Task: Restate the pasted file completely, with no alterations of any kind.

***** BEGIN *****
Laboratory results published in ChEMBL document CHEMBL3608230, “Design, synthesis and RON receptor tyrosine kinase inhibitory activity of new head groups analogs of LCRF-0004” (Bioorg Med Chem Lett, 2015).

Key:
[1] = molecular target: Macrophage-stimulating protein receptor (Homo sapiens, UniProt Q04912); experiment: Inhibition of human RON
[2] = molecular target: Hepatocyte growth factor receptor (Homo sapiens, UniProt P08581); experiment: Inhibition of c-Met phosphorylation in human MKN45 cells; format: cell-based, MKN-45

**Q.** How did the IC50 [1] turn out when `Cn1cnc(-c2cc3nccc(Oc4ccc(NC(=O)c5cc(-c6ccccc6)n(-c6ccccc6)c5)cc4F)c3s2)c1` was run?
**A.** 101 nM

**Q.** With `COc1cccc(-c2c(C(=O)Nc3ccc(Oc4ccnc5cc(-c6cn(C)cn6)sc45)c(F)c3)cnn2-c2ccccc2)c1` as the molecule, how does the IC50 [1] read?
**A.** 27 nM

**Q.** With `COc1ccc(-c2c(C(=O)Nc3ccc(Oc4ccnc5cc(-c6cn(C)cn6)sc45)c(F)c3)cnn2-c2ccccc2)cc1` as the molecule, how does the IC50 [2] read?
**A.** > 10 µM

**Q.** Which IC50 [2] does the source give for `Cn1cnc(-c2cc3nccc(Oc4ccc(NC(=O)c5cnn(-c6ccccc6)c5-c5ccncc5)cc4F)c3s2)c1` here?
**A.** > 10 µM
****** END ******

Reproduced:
Laboratory results published in ChEMBL document CHEMBL3608230, “Design, synthesis and RON receptor tyrosine kinase inhibitory activity of new head groups analogs of LCRF-0004” (Bioorg Med Chem Lett, 2015).

Key:
[1] = molecular target: Macrophage-stimulating protein receptor (Homo sapiens, UniProt Q04912); experiment: Inhibition of human RON
[2] = molecular target: Hepatocyte growth factor receptor (Homo sapiens, UniProt P08581); experiment: Inhibition of c-Met phosphorylation in human MKN45 cells; format: cell-based, MKN-45

**Q.** How did the IC50 [1] turn out when `Cn1cnc(-c2cc3nccc(Oc4ccc(NC(=O)c5cc(-c6ccccc6)n(-c6ccccc6)c5)cc4F)c3s2)c1` was run?
**A.** 101 nM

**Q.** With `COc1cccc(-c2c(C(=O)Nc3ccc(Oc4ccnc5cc(-c6cn(C)cn6)sc45)c(F)c3)cnn2-c2ccccc2)c1` as the molecule, how does the IC50 [1] read?
**A.** 27 nM

**Q.** With `COc1ccc(-c2c(C(=O)Nc3ccc(Oc4ccnc5cc(-c6cn(C)cn6)sc45)c(F)c3)cnn2-c2ccccc2)cc1` as the molecule, how does the IC50 [2] read?
**A.** > 10 µM

**Q.** Which IC50 [2] does the source give for `Cn1cnc(-c2cc3nccc(Oc4ccc(NC(=O)c5cnn(-c6ccccc6)c5-c5ccncc5)cc4F)c3s2)c1` here?
**A.** > 10 µM